I have made many mistakes in my time as Lead Pastor of Prairie Flower Baptist Church. Many of them unintentional…and most of them because I’m a rookie (i.e. PFBC is my first pastorate straight out of Bible College). With mistakes come hurt, healing, and a great deal of learning. I am so incredibly thankful for the loving, generous, and gracious people of PFBC. Without their love and support, I would be done for as Lead Pastor here. Below is an article from Hershael York. He is the Senior Pastor at Buck Run Baptist Church located in Kentucky. His words summarize my thoughts perfectly: 

Top 5 Rookie Pastor Mistakes

Finally, after all your training and praying and longing, you receive a call from your first church. You are elated—and determined to do a great job. They are God’s people, and he has graciously allowed you to serve them as their pastor. You have so many ideas for how to make them a stronger, more doctrinally sound, more Christ-centered church.

Three years later, after a series of anonymous letters, tense deacon confrontations, and rancorous business meetings, you are summarily dismissed from the office you couldn’t wait to hold.

What happened? What could you have done differently? Could you have avoided this outcome?

To be sure, some churches are filled with unregenerate members who would not respond to the apostle Paul. Some churches wouldn’t follow a pastor’s leadership no matter how spiritual or skillful he is. But often conflicts arise because well-intentioned pastors make rookie mistakes—the missteps that occur at the intersection of the ideal and reality.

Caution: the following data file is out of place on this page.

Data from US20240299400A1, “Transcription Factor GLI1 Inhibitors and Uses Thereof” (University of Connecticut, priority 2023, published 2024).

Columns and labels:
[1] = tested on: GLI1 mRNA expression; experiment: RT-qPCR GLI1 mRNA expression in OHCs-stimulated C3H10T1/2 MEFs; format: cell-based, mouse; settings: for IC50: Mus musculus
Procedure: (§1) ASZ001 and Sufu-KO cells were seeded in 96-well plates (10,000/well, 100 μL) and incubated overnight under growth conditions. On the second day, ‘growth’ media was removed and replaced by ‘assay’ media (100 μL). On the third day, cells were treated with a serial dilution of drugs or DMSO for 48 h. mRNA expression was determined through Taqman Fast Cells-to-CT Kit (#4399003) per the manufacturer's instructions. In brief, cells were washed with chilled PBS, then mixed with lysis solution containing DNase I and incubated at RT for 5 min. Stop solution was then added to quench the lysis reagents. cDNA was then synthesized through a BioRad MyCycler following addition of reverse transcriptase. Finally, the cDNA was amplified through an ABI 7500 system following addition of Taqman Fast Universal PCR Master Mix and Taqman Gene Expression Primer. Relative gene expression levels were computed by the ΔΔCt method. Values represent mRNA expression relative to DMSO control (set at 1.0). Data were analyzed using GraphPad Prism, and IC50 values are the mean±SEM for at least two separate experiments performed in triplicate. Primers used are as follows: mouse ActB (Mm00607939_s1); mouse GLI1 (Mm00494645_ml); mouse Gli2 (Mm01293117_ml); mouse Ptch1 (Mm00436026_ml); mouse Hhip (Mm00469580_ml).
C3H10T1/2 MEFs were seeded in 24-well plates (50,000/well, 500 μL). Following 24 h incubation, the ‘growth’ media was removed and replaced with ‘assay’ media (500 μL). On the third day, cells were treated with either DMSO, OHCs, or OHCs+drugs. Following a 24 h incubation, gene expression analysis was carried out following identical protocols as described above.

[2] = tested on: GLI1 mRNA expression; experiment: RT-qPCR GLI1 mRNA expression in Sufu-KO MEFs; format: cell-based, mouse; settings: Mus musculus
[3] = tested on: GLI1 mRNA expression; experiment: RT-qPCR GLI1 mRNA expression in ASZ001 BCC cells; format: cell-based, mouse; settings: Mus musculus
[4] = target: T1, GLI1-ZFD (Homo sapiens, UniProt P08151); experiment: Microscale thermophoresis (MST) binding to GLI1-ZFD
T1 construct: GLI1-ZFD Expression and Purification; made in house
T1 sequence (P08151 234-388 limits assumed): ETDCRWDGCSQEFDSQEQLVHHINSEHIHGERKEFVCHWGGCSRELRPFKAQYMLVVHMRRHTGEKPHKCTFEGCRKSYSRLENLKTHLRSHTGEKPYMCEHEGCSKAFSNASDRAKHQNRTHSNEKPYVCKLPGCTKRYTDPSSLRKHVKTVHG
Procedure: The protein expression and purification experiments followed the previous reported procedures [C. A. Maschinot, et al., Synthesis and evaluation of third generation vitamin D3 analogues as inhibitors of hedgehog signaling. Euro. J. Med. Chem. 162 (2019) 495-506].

The big five

Here are the five most common rookie pastor mistakes I’ve observed.

1. Have high expectations of the church.

Every pastor enters a church with a sense of what needs to be changed for it to meet his standard of what’s authentically biblical. Even before he arrives he envisions a strategy to get the church to “where it needs to be.” As admirable as many of those goals may be, their implementation makes the members feel like pawns in the pastor’s hand. Whether he’s determined to teach the church a particular doctrine or lead them to adopt a certain type of governance, the people who called him can’t help but read his immediate changes as “Let me show you poor people what you’ve been doing wrong all along.”

The pastor may be right, but he can be right and find himself unemployed.

Though it may seem counterintuitive, the best strategy for any pastor assuming a new ministry is to lower expectations of the church but raise expectations of himself. In other words, instead of having a list of things the church must do, he should have a list of actions he must take. His efforts should focus on preaching well, loving his people, winning the lost, visiting people in their jobs and homes, and inviting members into his. People will more readily follow a man who works hard and loves them. There is no shortcut to credibility, but there is a direct route.

2. Fail to embrace the church’s unique culture.

Just like families, churches have their own quirks, idiosyncrasies, preferences, and traditions—all of them for historical, theological, or sociological reasons. To ignore them is not only foolish, but also dangerous. What may seem trite or hokey to a new pastor may be a cherished institution or a theological conviction to the members who called him and pay his salary.